Safety and security
New court brings justice to Bloemhof’s doorstep
Sinenhlanhla Mkhwanazi - Department of Justice and Constitutional Development
The people of Bloemhof in North West can now settle disputes over money in their own local court. The new small claims court in Bloemhof, which was recently opened by the Deputy Minister of Justice and Constitutional Development Andries Nel, makes it possible for residents to lodge claims of up to R12 000 right on their doorstep.
Eager to welcome the new facility into their midst, community members flocked to the Boitumelong Community Hall to attend the opening ceremony.
The new court is part of the department’s commitment to ensure that there is an established and functional small claims court in each of South Africa’s 384 magisterial districts. This commitment has been enhanced by last year’s renewal of a partnership between the department and the Swiss government worth R10 million over a four-year period.
The right to justice
Addressing the community, North West Regional Head Tsietsi Malema said, “We have a Constitution which clearly indicates that everyone has the right to access jus- tice. Our department is fulfilling that right by launching the Bloemhof Small Claims Court today.”
The Deputy Minister echoed these sentiments. “I have been informed by the North West Regional Office that they are earnestly at work to ensure that small claims courts are established in the remaining nine magisterial districts by the end of this year.”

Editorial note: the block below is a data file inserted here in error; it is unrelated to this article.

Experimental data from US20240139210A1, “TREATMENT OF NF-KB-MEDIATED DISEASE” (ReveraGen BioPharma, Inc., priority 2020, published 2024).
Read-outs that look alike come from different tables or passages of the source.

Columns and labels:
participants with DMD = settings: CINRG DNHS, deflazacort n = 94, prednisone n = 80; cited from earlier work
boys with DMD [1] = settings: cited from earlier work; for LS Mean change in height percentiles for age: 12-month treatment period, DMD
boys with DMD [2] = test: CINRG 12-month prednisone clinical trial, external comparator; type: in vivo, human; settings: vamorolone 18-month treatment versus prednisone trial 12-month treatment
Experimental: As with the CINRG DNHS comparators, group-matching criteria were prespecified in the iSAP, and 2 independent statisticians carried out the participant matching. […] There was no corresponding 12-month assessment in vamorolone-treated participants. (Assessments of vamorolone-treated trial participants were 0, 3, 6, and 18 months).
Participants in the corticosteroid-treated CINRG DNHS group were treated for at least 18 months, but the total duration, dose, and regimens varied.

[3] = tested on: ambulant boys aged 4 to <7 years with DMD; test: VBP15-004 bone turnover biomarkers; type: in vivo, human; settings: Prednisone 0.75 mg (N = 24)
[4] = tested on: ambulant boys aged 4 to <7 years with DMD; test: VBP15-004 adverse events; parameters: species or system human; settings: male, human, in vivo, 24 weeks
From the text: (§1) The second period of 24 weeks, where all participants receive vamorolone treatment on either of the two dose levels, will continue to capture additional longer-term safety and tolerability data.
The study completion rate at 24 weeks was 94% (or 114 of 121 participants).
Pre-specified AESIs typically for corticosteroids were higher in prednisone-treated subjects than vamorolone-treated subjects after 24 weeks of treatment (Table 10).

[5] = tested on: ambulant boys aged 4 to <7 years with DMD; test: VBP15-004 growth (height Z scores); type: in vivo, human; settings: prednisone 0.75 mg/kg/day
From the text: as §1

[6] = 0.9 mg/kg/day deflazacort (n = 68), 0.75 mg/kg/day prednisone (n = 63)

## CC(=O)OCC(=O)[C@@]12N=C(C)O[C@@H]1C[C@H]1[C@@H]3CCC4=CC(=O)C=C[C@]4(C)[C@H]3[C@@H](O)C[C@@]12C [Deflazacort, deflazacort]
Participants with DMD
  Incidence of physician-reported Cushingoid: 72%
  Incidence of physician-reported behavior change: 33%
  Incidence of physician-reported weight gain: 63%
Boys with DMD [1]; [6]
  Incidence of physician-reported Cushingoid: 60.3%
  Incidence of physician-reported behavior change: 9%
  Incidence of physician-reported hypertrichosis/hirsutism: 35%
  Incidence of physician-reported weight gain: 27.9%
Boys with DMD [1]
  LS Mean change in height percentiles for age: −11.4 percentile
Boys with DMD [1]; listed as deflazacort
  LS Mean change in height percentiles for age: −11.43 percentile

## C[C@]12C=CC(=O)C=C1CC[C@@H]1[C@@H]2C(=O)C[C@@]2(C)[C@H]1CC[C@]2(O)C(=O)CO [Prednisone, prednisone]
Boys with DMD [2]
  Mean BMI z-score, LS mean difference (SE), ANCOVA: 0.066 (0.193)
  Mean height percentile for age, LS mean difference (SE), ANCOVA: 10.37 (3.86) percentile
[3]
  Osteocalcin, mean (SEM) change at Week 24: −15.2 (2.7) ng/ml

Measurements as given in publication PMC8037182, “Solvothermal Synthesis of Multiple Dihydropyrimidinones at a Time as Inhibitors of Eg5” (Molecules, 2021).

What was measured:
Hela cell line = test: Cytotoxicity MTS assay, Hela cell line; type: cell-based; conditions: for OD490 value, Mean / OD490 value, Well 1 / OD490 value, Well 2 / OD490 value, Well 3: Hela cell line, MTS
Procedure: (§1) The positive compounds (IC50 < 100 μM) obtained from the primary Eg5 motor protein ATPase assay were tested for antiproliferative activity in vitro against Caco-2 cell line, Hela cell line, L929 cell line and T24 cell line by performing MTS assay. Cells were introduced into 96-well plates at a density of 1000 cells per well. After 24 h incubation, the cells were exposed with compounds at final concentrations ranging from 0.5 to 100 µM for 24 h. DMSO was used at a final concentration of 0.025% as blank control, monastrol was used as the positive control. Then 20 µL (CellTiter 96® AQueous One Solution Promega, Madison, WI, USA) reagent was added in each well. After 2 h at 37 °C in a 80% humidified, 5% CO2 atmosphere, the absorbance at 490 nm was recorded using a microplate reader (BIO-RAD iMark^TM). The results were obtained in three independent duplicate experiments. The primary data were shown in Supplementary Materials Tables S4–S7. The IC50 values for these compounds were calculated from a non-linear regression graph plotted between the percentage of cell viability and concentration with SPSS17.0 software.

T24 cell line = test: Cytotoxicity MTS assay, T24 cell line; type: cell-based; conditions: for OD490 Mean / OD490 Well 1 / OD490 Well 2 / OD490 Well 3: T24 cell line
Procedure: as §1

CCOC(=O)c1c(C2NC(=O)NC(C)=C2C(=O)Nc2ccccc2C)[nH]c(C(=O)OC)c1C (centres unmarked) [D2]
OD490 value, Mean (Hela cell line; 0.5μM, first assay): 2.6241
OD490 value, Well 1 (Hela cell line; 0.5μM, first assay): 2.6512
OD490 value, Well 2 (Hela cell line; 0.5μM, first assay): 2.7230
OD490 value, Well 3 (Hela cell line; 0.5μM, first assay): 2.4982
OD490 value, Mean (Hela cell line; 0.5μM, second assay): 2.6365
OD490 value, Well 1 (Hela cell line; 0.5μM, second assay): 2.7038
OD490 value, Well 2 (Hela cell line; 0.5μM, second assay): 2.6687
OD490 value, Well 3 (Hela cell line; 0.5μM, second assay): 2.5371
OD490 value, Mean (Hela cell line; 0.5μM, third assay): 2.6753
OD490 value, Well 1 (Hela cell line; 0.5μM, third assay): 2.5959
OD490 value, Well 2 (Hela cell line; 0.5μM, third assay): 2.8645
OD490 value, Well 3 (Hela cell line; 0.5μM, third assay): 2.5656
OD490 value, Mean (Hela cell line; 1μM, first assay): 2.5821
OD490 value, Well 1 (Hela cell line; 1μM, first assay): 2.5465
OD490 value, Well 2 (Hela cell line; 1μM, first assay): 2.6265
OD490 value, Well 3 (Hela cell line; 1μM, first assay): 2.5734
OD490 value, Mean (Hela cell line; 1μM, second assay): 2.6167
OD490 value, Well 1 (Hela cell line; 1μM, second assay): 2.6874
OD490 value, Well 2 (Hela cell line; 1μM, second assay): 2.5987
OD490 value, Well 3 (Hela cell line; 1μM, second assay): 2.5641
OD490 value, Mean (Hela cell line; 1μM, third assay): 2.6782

He said small claims courts were powerful mechanisms, which provided access to justice, especially to the poor based on speed, simplicity and cost effectiveness
Functions of the court
North West Legal Services Director Raesibe Tladi briefly explained the functions of the small claims court. “Anyone except companies, corporations or associations may institute a claim at the court, but persons under 18 must be assisted by a parent or legal guardian.”
He explained that people could only claim an amount not exceeding R12 000 at the small claims court. If the claim exceeded this amount a person could institute a claim for a lesser amount in order to pursue a case in this court.
“You don’t need a lawyer to institute a claim in a small claims court, legal assistants and clerks of the court will assist you free of charge. The best part is that you can speak in your own mother tongue in court and we have interpreters to help,” Ms Tladi said.
Community members were delighted to hear about these services. One resident, Mr Moliegi Malatji, remarked that it would make life much easier for them. “I have a problem that needs to be resolved at a small claims court and with the opening of this court, I will certainly get assistance.”
Small claims courts are powerful mechanism, which provide access to justice, especially to the poor based on speed, simplicity and cost effectiveness.
For more information about small claims courts, call the Department of Justice and Constitutional Development: 012 315 1111 or visit their website: www.justice.gov.za